Since 1959, the Icelandic Canadian Club of Toronto has been bridging the Atlantic Ocean gap between Iceland and Iceland-west.
On October 13, ICCT welcomed 50 teachers from Hammrahlið Menntaskol in Reykjavík who were visiting Ontario for four days.
Photo: Joseph Helgi Chisholm
They didn’t come to worry about the eminent expulsion of volcanic ash and magma from Katla; they didn’t come to talk about southern Ontario’s melt-down of RIM stock. They came to shop, to visit and to be entertained by songstress, Sigrún Stella at Spring Garden Church in North York.
The highlight of the night was the debut of Sigrún Stella’s CD, Crazy Blue. The sets were divided into two stylish variations. Playing her guitar, Sigrún Stella sang with Edda McKenzine on background vocals. For the bluesy, moodier second set, Sigrún Stella invited co-writer and guitarist, Michael Lowry, to pick up the rhythm section.
What was this album called Crazy Blue? The final line of the title song is “Maybe I am crazy, crazy blue…”
“People think this is a love song and it is more personal than that. I have never talked about it with anyone,” confides Sigrún Stella. “My father died. Six months later I found myself in my room at the Fort Garry Hotel in Winnipeg, waiting to perform later that day in Gimli. In the silence, this song just came out. Those are always the best songs, the ones that just flow. When my dad died, I felt anxious, I felt sick, I thought I was also about to die. The song is about my grief and depression from losing my dad. Others knew I was grief stricken, but I didn’t. I guess I had to get it out and I wrote this song. I was crazy, crazy blue, sick with grief.”
Equal to the emotional journey the songs of Crazy Blue take us on, Sigrún Stella keeps the live show light with songs and banter in both Icelandic and Southern Ontario. “Spin the Boy” is a light look at love and life. “That’s who I am in life. I am not a dark person, I keep it light. As for joking around with the audience, I surprise myself. When I think I will just sing the songs, I find myself talking up a storm. When I plan what to say, I just can’t. You never know what you’re going to get with me.”
How does she know whether a song is going to be written in Icelandic or English? “Two songs I wrote with Michael Lowry are in the bluesy vein and those seem to come out in Icelandic. So far, I seem to prefer to write in English, but the last one I wrote myself was Icelandic, so who knows what’s coming.
“It is interesting to see what people like and don’t like. Icelandic Canadian Club audiences seem to like the bluesy tunes. Follow You Home, on the other hand, I wrote as kind of a joke and secretly that’s my favorite song right now. That’s the most popular of my songs currently in Iceland. It’s not too serious but it says the things the listener might not have the courage to say. I wrote it a few days before we finished this album and it was a last minute decision to add it to Crazy Blue If you like it, it may be a hint of the style to come for my next CD.”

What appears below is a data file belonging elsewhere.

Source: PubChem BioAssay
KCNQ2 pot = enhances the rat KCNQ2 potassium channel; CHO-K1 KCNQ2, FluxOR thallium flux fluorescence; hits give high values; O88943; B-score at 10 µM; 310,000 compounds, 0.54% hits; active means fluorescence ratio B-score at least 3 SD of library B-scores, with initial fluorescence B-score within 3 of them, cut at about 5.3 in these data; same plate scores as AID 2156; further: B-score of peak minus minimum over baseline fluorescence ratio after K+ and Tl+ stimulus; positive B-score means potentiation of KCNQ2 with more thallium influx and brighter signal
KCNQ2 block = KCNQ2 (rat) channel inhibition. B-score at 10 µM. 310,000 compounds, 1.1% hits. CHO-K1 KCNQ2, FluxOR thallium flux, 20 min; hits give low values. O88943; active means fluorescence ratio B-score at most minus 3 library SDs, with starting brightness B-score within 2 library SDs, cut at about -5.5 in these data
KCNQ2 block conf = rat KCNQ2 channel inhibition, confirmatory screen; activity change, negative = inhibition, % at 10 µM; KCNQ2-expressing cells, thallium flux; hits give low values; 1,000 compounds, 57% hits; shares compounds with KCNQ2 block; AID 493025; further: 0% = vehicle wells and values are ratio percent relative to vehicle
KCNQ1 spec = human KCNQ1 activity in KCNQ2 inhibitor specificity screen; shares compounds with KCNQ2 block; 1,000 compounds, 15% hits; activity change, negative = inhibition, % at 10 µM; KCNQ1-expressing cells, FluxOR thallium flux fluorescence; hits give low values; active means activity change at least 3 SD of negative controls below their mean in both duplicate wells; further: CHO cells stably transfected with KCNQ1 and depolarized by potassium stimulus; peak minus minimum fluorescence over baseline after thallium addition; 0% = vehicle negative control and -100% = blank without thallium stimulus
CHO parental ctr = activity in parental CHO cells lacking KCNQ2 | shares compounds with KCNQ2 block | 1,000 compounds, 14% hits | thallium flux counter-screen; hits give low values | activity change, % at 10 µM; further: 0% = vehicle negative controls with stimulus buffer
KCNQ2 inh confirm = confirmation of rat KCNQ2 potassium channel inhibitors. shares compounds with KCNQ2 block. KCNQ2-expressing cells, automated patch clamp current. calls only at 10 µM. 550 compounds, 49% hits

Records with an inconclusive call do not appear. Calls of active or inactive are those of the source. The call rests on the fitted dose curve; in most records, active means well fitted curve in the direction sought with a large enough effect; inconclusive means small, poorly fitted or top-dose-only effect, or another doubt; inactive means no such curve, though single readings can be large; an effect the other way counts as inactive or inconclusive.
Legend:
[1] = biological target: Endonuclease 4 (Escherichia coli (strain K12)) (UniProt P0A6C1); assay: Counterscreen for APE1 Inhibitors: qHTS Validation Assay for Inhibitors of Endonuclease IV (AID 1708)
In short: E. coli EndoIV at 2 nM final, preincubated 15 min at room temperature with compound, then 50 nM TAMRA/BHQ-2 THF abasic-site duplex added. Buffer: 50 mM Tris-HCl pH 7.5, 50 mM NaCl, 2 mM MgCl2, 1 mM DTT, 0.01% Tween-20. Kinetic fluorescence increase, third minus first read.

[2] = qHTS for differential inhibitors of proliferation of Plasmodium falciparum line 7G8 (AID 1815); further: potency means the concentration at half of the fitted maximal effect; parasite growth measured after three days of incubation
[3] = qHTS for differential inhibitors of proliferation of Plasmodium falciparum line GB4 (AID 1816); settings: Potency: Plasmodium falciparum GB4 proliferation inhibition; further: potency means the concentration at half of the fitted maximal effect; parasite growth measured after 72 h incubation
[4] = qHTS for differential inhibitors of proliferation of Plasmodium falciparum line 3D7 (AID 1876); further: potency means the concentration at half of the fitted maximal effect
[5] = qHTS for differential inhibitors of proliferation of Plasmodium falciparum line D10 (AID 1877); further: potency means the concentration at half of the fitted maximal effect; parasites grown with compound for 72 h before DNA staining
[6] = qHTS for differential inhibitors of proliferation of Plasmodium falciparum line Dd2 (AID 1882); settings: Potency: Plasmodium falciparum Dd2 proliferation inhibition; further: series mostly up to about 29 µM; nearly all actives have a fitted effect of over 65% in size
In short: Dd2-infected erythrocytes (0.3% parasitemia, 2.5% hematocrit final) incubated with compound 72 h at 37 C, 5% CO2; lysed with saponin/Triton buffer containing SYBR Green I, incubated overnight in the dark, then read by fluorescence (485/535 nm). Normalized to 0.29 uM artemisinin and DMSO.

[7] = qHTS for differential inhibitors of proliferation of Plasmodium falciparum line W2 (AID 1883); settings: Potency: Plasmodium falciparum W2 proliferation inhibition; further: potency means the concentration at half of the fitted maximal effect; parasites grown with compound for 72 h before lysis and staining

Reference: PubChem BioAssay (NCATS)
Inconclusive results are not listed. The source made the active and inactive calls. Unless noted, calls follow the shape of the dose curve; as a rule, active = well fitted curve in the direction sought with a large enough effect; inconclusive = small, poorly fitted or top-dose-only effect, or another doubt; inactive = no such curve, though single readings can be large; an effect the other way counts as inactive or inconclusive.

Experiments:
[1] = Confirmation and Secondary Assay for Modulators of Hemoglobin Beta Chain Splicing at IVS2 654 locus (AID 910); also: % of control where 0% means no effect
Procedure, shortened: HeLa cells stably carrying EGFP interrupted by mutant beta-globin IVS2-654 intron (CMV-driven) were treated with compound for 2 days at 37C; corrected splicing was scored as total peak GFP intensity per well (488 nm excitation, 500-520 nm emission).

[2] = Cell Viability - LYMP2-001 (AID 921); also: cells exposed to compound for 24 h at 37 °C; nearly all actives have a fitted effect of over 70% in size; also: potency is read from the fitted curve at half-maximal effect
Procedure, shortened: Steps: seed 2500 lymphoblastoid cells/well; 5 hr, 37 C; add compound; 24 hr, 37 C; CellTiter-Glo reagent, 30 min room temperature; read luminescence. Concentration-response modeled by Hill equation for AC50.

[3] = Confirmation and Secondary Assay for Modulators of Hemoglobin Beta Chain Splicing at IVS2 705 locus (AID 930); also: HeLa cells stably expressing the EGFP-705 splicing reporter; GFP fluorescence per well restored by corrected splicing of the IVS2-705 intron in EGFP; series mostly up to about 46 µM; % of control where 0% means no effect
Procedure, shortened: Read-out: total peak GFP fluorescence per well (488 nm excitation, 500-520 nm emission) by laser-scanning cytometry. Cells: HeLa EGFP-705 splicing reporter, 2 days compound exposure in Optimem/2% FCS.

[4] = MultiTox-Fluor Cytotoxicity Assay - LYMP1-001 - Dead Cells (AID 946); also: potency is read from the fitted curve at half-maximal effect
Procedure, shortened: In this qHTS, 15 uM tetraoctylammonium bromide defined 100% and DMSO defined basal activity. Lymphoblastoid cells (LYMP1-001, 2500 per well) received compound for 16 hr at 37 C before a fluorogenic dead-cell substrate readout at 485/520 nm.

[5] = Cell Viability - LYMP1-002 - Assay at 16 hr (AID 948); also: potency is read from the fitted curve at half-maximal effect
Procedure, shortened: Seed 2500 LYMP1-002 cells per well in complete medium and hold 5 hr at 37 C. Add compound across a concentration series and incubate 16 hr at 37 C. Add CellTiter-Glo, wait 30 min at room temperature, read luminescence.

How did the CD take off in Iceland first? Follow You Home, one of the songs, has graced the radio airwaves of Iceland for over a month. “I feel like my CD release was in Iceland. It’s way harder here in Canada. It’s easier to be a big fish in a small pond. I don’t know how to attack the market here. I had a few friends in Iceland helping me out. I don’t want to bother people with my music. The way an artist-mind works. I don’t have that business-side, I don’t like to push people. I want to make the art. When I was studying music business at the Trebas Institute in Toronto, I could see I was different than the other students. They all wanted to promote music. I just wanted to be the artist.
“It made me very excited to get the airplay in Iceland but that wasn’t my doing. Other people did that. I played at The Painted Lady here in Toronto and people said, ‘Why didn’t you tell me?’ I tell them I didn’t feel comfortable bothering my friends about my show. Even my Facebook page, I wasn’t comfortable with that and my friends in Iceland had to tell me that’s what we have to do.”
If you’re a music fan who thinks all artists are egotistic hams who just love talking about themselves, a few great songwriters will slip beyond your peripheral vision. Look for Sigrún Stella on Youtube, Myspace or Facebook or better yet, organize a meet and greet and have Sigrún Stella perform for your friends or community group. Someone like Sigrún Stella’s could use a street-team in every province. She won’t disappoint an audience but don’t wait for her to toot her own horn.
The dozen 21st century folk tales of Crazy Blue show a maturity and musical prowess you don’t expect from a debut record. Some first attempts from female singer-songwriters are TMI (too much information) visits into a young girl’s poor, poor, pitiful me diary. These songs range from bar-room love to abduction, from Beach-Boy-esque simplicity to Jean-Paul Sartre despair, sung to us in English, Icelandic and the secret language of the heart.
Lyrics by Sigrún Stella
They say it’s in my head, I say I beg to differ./ They say once you’re dead it’s all done and said./ I dealt with heart ache, I dealt with pain/ it’s all the same./ And I apologize for all my mistakes, all my mistakes./Or am I just crazy… crazy blue?